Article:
14 Downside Risks to Global Manufacturing Growth
In May, I examined the reasons for optimism in the five-year global outlook, drawing on my recent webinar for senior executives at Pentair.
Today, I turn to the major factors that are holding back growth. Unfortunately, there are more restraints than momentum.
- I predict no growth in U.S. manufacturing industrial production in the first half of this year and little growth for the year as a whole.
- Several key global economies are in recession, including Brazil, Russia, and Norway.
- Asia (particularly China) will be less of a growth driver than in the past; the growth slowdown on the continent is part cyclical and part structural.
- Europe is struggling with 10%+ unemployment, the emerging economy slowdown, the refugee crisis, and anxiety over Greece and a possible Brexit.
- Advanced economies have limited policy options in a new recession. Fiscal policy is constrained by high debt and monetary authorities are already at zero or negative interest rates.
- The refugee crisis is putting pressure on government budgets and resulting in political backlash.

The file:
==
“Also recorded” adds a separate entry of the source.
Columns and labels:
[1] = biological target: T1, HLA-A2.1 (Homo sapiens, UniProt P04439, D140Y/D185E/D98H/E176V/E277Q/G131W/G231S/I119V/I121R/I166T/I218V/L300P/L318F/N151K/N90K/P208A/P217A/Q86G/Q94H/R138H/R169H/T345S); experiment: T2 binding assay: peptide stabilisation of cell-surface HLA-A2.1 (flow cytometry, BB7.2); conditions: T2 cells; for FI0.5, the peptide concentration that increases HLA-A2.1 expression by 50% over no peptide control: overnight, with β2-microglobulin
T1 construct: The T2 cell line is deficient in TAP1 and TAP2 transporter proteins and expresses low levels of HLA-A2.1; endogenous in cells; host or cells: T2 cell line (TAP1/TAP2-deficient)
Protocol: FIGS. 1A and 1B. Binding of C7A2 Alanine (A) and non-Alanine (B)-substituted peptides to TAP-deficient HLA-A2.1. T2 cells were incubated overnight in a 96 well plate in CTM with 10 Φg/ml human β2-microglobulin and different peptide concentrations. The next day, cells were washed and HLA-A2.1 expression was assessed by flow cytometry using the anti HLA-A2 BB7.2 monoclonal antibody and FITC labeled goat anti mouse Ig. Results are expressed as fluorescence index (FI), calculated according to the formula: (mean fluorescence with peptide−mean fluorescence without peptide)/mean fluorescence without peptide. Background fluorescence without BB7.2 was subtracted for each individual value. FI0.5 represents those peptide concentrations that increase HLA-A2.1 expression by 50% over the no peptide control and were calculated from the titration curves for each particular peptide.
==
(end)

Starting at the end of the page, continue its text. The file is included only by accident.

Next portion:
- Foreign trade is depressing U.S. economic growth and the trade position is deteriorating in most manufacturing industries. Of the 17 industries I looked at, electric lighting and household appliances had the most adverse trade ratios in 2015.
- Within consumer-related manufacturing, logging, HVAC equipment, and apparel should all post production declines this year.
- Within investment-related manufacturing, I predict 2016 production declines in many industries, with drilling equipment, agricultural equipment, and engines and turbines suffering the most. Many of these industries are negatively affected by the sector’s rising trade deficit.
- Investors have turned risk-averse and are drawing money out of emerging economies and back to safe havens such as the United States.
- World steel production will decline this year. China is responsible for half of world production.
- Emerging economies are in the late stages of the credit cycle, making them vulnerable to slower growth as they deleverage after excessive debt growth.
- Low commodity prices have led to protracted recessions in emerging economies.
- Brazil’s recession should last through 2016. The nation is beset with multiple troubles, including a crisis of confidence in political leaders, declining real wages, soaring unemployment, and a contraction in bank lending.